When I had my iPhone 3GS, there was one feature I always craved. The ability to sync my phone via WiFi. Owning an iHome, I loved being able to drop my phone onto the top of my alarm clock and let it charge over night. But what if I wanted top update my podcasts? Or sync new albums? Or maintain a daily backup? Since these processes, especially the backup, could take a while, many nights I’d be plugging my phone into my computer. It left me wondering why I bought this fancy alarm clock.

Fast forward to iOS 5, and we finally have WiFi sync! It’s just like I always wanted. I put my iPhone 4S on my iHome or dock my iPad, and the sync starts automatically.

What’s that? iOS 5 sends my backup to the cloud automatically once a day? Well that’s good. Frees up some space on my MacBook. Now I’m syncing songs and apps like a pro. Then iTunes Match arrived.

I love iTunes Match. Once my library was in the cloud, I moved all the music off my MacBook and to an external drive. It gave me almost 30 GB back on my hard drive. Even if I wanted to sync music from my MacBook to my iPhone, the option doesn’t exist. Apple just wants me to download everything from their servers. Fine by me.

Then I got to wondering why I have all these apps just sitting on my hard drive. It’s not like I can run them on my MacBook. They just take up space. I can easily redownload any apps I may delete thanks to iCloud. Save goes for TV shows. As for movies, it’s not something I do too often on my iDevices. After deleting all those apps, I got another 60 GB back on my MacBook.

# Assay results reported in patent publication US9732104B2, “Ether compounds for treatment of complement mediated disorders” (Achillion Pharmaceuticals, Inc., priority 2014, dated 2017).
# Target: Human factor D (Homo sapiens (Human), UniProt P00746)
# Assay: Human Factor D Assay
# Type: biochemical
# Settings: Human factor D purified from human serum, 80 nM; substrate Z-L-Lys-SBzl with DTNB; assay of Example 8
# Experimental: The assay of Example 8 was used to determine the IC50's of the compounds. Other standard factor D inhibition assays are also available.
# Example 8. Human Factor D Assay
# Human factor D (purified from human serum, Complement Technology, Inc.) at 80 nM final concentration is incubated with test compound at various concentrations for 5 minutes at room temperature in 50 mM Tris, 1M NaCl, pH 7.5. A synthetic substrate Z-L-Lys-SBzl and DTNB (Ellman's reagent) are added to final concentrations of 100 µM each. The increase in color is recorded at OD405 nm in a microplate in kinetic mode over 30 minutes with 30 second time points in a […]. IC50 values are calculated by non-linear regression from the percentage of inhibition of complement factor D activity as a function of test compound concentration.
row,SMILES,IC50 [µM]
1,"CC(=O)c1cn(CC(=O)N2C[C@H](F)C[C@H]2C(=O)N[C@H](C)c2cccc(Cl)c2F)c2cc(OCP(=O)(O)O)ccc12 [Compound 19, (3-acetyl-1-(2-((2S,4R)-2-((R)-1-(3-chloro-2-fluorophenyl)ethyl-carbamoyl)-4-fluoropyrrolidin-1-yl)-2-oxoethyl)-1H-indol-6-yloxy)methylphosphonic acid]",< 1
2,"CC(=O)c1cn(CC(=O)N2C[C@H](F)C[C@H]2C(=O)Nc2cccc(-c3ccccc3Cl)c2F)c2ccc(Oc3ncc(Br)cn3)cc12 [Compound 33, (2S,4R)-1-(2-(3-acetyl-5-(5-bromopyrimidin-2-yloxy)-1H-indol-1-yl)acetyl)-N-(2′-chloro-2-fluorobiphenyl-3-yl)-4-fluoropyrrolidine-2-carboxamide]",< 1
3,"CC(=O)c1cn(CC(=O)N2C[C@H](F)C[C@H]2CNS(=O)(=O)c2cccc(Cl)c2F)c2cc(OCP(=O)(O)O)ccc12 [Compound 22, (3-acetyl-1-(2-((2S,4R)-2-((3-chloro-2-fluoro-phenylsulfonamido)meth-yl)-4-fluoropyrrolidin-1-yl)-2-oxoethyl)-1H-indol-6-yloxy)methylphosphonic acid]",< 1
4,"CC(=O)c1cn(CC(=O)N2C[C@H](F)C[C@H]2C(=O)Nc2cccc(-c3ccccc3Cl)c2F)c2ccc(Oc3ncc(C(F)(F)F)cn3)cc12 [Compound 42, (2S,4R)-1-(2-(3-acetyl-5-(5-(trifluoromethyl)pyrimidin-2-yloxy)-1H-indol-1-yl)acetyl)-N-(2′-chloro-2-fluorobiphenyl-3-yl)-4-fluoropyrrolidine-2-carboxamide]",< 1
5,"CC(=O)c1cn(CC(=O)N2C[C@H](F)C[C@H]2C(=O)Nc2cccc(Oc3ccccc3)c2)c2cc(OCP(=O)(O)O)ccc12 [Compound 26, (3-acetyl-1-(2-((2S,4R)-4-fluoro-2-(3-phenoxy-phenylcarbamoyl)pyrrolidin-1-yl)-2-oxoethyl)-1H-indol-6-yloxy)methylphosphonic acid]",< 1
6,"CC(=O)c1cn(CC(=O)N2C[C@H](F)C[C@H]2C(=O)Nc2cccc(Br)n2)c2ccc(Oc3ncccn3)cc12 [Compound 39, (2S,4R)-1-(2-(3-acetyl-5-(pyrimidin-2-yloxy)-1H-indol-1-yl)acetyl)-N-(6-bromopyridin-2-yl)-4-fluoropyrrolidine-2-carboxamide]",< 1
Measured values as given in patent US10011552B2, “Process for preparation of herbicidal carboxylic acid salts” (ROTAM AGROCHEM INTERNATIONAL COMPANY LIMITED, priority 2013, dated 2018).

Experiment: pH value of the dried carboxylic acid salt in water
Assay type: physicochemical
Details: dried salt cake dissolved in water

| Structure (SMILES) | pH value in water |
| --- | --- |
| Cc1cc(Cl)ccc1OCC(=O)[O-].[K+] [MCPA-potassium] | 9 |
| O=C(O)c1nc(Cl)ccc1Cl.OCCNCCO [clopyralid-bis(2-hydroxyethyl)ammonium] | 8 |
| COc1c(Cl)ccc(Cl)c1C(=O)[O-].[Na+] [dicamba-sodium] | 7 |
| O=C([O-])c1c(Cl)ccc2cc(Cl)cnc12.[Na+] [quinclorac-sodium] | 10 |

Then it hit me. What exactly am I syncing anymore? Podcasts, photos, and the occasional movie file. Music, apps, and backups are now all done independently of my MacBook. Suddenly, WiFi sync seems less important.

Sure it’s nice to be able to sync up the podcasts automatically each night. But other than that, movies and pictures aren’t something I need to constantly sync. Nice to have, but not the must have feature that I thought WiFi sync would be a month ago.

But I’m not upset. I think the iCloud stuff works fantastically. Plus I got 90 GB back on my MacBook. Hard to be upset about that. In the biography Steve Jobs, Jobs spoke of originally seeing the computer as your media hub, the center of your digital life. With iCloud, Jobs and Apple are now betting that the cloud becomes that center. All they need to do now is let me subscribe to podcasts within the iTunes store on my iPhone and I’m all set.

Well played, Apple.


5 responses »

  1. feenwager says:

    You don’t know how happy it makes me to see someone using the service (and the devices) as it’s intended. Well played, AJ.

    • A.J. says:

      I think Apple still has a little way to go before the cloud completely replaces the PC as your hub, both from a functionality and ease of use standpoint.

      iCloud’s whole mantra of “It just works,” is mostly true, but it did take a lot of finagling on my part to get it going. In order to stop syncing my apps without deleting everything on the devices (which also would have meant data loss from what iTunes was telling me), I had to uncheck app syncing, click sync, and then immediately unplug the device from the MacBook. Worked fine, but I can’t see average users doing that.

      Plus, I really want to be able to subscribe to podcasts. It should, in theory, work just like Newstand does. I pick my podcasts, and they automatically update.

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